So far we’ve learned three factoring techniques. The first one, common factoring, is a technique that can be used for any polynomial. The other two were specific for quadratics, namely trial-and-error and decomposition.
The whole purpose behind factoring any quadratic – if you haven’t discovered already – is convert it in such a format that enables you to solve for the x intercepts (the roots). A whole unit will be dedicated to solving equations, including first and second degree equation. Otherwise, if it’s in general form, you can’t easily do that.
You’ll find out here that some quadratics whose b-term is missing and whose a and c terms are being subtracted, can be factored by another technique known the difference of squares. Examples of quadratics that fit this pattern look like this:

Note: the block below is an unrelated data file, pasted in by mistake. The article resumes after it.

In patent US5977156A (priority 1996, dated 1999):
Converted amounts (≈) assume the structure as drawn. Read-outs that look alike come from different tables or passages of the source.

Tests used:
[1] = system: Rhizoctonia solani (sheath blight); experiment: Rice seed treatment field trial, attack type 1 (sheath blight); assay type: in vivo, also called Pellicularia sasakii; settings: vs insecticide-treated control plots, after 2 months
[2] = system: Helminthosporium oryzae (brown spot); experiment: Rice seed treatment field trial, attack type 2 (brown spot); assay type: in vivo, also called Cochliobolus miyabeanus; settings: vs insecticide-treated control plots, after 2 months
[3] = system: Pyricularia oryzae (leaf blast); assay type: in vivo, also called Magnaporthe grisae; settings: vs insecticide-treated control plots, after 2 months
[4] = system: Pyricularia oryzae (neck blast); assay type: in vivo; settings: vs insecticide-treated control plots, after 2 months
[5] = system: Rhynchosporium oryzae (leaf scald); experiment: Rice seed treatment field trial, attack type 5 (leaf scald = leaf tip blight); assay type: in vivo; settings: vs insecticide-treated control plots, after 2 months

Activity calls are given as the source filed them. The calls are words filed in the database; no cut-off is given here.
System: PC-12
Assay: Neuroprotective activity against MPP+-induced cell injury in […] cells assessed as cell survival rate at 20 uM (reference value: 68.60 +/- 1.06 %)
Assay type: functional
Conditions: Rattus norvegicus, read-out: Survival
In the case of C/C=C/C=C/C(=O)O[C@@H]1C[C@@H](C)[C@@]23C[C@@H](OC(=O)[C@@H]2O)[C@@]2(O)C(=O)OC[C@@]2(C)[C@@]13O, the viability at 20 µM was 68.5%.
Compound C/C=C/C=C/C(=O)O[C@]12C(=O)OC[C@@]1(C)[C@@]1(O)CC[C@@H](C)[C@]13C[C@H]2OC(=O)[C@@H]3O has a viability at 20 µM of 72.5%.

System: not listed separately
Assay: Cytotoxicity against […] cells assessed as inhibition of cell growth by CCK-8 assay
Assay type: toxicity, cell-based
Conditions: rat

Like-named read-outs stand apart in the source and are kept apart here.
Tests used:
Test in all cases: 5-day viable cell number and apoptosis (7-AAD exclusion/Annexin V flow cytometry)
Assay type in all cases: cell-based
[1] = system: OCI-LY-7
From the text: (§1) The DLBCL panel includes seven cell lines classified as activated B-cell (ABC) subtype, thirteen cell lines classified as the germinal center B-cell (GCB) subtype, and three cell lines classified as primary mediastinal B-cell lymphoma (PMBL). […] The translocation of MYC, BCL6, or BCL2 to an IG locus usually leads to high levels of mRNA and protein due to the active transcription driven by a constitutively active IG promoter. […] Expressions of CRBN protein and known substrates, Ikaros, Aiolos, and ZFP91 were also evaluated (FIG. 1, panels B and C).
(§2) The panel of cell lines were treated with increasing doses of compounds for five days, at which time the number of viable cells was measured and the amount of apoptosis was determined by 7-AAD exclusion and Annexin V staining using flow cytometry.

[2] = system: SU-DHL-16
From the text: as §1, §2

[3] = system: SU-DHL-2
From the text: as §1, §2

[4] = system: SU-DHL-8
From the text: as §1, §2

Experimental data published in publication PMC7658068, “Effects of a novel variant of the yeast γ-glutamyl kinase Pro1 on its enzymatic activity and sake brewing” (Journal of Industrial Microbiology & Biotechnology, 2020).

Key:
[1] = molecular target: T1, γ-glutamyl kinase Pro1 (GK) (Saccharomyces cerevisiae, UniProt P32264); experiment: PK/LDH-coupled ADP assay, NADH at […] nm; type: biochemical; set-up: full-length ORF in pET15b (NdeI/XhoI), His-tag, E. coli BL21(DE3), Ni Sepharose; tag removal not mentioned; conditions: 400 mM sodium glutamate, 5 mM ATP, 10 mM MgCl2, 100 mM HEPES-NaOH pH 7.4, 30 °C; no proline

- y = x² – 100 (easy)
- y = 98a² – 450b² (medium)
- y = (3x + 8)² – (x – 2)² (hard)
Also, as the name of the technique implies, both terms in the quadratic need to be perfect squares (squarootable).
Take equation (1) as an example. Taking the square root of x² yields x. In other words, √x² = x. Similarly, √100 = 10. In the second equation, after common factoring 2 from both terms, you get:
= 2(49a² – 225b²)
Notice now that √49a² = 7a and √225b² = 15b. Both terms within the parentheses are perfect squares; hence, this technique can be used.
In equation (3), the square root of (3x + 8)² is 3x + 8 and the square root of (x – 2)² is x – 2; therefore it fits the same mold. A summary of what’s required is written below.
Conditions required to factor a difference of squares:
- b term needs to be missing.
- The two remaining terms are being subtracted.
- The two remaining terms need to be a perfect square.
Let’s what a few examples: